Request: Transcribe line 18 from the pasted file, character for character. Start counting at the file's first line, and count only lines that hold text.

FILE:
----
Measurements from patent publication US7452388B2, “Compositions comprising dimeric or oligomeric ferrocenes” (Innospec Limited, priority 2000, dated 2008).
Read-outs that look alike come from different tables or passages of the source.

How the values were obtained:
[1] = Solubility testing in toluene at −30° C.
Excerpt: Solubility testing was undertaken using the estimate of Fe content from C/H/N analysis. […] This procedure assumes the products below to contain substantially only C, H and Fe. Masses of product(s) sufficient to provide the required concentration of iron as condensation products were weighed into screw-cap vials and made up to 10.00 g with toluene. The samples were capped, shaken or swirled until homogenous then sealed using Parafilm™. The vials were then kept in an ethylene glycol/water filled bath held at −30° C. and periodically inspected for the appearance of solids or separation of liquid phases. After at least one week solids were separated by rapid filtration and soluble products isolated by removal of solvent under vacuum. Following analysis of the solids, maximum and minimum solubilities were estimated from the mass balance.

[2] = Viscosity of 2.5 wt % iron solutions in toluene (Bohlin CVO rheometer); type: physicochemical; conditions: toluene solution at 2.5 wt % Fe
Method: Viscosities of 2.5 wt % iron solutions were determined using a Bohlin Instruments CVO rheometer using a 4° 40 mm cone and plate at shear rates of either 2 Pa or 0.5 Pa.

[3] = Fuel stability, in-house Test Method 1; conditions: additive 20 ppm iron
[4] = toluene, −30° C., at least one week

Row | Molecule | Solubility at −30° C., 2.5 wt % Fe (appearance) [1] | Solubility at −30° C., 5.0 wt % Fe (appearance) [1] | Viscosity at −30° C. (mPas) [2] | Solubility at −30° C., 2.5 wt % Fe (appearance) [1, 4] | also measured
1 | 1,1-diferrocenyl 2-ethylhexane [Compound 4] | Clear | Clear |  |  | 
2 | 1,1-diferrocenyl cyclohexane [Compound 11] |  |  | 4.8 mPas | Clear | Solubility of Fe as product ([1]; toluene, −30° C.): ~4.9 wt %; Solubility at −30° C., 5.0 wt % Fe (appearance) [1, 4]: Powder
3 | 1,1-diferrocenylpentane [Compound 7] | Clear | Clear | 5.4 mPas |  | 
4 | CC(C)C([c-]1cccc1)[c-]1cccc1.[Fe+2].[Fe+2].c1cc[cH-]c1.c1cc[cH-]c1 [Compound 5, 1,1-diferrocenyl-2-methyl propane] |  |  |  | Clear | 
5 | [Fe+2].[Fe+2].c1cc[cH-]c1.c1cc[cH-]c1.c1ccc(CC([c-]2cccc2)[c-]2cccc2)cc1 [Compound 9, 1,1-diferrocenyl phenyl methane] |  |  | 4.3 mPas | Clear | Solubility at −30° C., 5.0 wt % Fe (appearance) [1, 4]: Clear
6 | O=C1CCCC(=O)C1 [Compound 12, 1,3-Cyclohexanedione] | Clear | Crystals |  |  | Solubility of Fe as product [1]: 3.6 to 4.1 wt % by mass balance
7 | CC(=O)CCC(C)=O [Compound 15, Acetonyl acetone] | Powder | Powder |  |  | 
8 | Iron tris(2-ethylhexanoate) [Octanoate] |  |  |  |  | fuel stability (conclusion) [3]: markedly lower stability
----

8 | Iron tris(2-ethylhexanoate) [Octanoate] |  |  |  |  | fuel stability (conclusion) [3]: markedly lower stability